A Tribute to my friend, Audre Lorde – The Feminist Wire

A Tribute to my friend, Audre Lorde

By Ika Hügel-Marshall

Ika Hügel-Marshall and Audre Lorde Image Credit: © Dagmar Schultz

Ika Hügel-Marshall and Audre Lorde
Image Credit: © Dagmar Schultz

I have become stronger and more self confident because of my friendship with Audre Lorde. Thanks to her presence, my life has become more active in struggle. And it has also become more joyful. Audre is still with me.  For the 80th birthday anniversary celebration of Audre’s life almost twenty-two years after my dear friend Audre’s passing, I offer the following words:

And when the time came, Audre said, “THAT IS THE WHOLE TRUTH.” That was one of the very first sentences that Audre spoke in German. Audre is no more, and Audre is with me forever. That is the whole truth.

So many believe they had and so many did have a special relationship or a unique connection with Audre. We had everything. We had fun together, and we laughed often. I never told her how much she meant to me because it was understood. I never wrote a poem for her, just a few lines in my awful English.

We laughed a lot together and that was important.

When the time came, we borrowed clothes from each other. Audre wore my jogging suit, and she wore it everywhere. There was no place where she wouldn’t wear the jogging suit because it was comfortable. That`s all that mattered.

And when the time came, we sat down together and talked. With a dictionary between us, she spoke in German, and I spoke in English. She loved the most difficult tongue-breaking words in German. “Discussion, Enthusiasm, Radiation, Passion, and Average Size,” were some of the words she used often. Average-Size was the description of a fish she needed to purchase because her partner Gloria (Joseph) was going arrive in Berlin the next day, and Audre did not want the fish to be too large nor too small.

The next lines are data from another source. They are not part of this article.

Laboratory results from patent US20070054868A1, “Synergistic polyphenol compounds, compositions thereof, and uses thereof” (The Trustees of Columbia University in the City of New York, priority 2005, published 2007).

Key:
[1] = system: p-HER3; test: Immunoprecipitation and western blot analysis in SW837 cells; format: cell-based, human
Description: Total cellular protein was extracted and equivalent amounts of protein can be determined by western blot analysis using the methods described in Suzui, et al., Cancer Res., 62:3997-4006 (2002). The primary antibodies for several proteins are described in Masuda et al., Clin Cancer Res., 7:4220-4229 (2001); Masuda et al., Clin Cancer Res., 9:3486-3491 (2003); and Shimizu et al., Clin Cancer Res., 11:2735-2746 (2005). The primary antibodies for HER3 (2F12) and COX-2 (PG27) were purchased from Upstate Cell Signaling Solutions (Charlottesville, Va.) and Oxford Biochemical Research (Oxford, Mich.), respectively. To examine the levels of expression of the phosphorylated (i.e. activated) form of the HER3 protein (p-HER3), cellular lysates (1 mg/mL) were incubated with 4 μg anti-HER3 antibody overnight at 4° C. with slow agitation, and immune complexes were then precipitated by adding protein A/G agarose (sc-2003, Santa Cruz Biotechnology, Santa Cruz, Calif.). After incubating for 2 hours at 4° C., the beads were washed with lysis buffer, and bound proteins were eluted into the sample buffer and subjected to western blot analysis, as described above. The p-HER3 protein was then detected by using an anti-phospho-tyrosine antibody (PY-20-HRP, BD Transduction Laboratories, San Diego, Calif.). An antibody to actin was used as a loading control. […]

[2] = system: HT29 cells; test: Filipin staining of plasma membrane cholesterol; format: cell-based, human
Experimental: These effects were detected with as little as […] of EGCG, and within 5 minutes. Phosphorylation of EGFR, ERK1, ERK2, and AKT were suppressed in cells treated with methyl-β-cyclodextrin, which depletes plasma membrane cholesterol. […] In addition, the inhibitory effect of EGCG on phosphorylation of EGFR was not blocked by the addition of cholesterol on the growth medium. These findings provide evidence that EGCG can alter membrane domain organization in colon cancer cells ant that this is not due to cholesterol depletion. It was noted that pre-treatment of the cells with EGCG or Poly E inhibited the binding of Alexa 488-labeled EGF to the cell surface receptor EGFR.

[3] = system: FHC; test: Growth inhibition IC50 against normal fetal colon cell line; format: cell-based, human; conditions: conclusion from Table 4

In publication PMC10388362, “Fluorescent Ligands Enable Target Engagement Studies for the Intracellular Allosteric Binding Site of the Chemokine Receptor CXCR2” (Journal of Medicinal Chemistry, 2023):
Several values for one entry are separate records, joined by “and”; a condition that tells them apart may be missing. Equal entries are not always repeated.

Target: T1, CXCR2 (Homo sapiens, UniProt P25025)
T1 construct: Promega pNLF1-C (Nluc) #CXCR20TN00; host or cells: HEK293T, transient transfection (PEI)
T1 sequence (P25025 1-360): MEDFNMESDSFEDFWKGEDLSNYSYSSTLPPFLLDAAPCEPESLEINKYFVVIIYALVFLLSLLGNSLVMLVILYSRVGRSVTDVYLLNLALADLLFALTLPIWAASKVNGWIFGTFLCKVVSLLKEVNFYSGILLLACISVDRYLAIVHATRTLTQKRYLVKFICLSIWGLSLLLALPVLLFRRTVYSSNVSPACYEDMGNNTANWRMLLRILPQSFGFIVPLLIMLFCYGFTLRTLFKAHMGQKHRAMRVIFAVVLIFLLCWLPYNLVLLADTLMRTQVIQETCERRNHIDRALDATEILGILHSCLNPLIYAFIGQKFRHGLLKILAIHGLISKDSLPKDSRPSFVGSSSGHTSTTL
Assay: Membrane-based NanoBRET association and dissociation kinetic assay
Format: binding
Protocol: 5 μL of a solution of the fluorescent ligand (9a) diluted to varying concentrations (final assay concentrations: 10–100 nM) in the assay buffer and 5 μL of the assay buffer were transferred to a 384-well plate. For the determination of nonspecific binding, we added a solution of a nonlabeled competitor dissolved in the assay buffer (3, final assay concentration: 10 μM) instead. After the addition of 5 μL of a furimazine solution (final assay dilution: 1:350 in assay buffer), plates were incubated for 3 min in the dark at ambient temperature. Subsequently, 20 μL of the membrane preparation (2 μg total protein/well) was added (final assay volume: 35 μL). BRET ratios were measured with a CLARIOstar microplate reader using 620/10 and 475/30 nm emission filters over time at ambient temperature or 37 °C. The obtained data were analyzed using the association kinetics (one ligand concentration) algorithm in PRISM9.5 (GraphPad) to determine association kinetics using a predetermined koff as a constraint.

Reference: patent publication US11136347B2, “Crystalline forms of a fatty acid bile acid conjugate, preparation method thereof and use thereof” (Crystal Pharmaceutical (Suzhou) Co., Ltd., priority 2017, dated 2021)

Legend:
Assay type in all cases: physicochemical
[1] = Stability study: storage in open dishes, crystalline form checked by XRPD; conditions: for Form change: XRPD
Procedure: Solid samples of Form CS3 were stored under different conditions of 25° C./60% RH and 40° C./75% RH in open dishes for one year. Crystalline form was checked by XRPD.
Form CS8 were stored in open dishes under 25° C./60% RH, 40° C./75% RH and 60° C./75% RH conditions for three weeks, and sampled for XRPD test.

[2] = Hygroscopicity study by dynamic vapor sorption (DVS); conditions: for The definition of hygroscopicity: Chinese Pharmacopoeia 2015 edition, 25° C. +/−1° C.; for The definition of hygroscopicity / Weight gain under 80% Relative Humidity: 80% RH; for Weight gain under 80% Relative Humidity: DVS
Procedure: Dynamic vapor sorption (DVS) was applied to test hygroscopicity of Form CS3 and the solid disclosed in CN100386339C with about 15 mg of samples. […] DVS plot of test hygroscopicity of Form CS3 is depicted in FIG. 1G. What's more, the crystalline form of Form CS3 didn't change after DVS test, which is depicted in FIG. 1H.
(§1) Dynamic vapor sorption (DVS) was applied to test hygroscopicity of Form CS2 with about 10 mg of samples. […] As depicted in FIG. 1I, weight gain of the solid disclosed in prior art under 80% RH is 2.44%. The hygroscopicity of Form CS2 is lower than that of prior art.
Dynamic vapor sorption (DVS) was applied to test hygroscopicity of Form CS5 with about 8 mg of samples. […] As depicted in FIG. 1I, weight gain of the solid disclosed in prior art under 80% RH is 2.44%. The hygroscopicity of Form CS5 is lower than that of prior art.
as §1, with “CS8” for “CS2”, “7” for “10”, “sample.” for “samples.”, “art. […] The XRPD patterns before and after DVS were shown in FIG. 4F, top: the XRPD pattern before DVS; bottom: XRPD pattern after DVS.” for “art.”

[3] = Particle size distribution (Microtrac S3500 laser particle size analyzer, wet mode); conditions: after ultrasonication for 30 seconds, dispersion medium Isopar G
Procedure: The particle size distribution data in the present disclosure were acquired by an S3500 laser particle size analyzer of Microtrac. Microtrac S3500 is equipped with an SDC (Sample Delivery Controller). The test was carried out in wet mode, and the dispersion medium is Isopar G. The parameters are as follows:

And when the time came, we talked about everything, important matters and seemingly unimportant ones, too. She shared about her childhood. She reflected upon her first and only sled. Because of her being nearsighted, she couldn’t see very well. She collided with a tree and broke her foot.

And when the time came, Audre became tired and anxious because of the cancer. We practiced imagery together. We were going to jog in the morning, and it didn`t matter whether or not we really jogged. The energy did not come from the action of jogging, but from the idea and image of it. We felt very athletic.

And when the time came, there was more and more pain. Audre awakened my partner Dagmar and me in the middle of the night to hold our hands, feeling bad about having interrupted our sleep. I promised her long nights, and she knew that I would be by her side every night. Until her last night, when she died.

I loved her for her laughter, and I loved her for her struggle. In the end, it was important for her to receive and for once not to give.

Yes, she was like nobody else. She was unique, like we all are…As she said so often, and as she would say today.


Ika Hügel-Marshall Image Credit: Ross FeltusIka Hügel-Marshall is a writer, artist, and university lecturer based in Berlin, Germany. She is the co-writer of the script for and protagonist in the internationally acclaimed, multi-award winning film, Audre Lorde – The Berlin Years 1984 to 1992. She is also the author of Invisible Woman: Growing Up Black in Germany, an autobiography about her life as an “occupation baby,” who was born in a small German town in 1947.  Invisible Woman details the triumphant story of a daughter of an unmarried Black American ship officer and white German woman. Hügel-Marshall shares how she overcame many obstacles in spite of horrific state sanctioned and institutional racism that she endured. This led her to locate her father and unite with her loving paternal family in Chicago. She has traveled extensively giving book tours in both Germany and in the United States.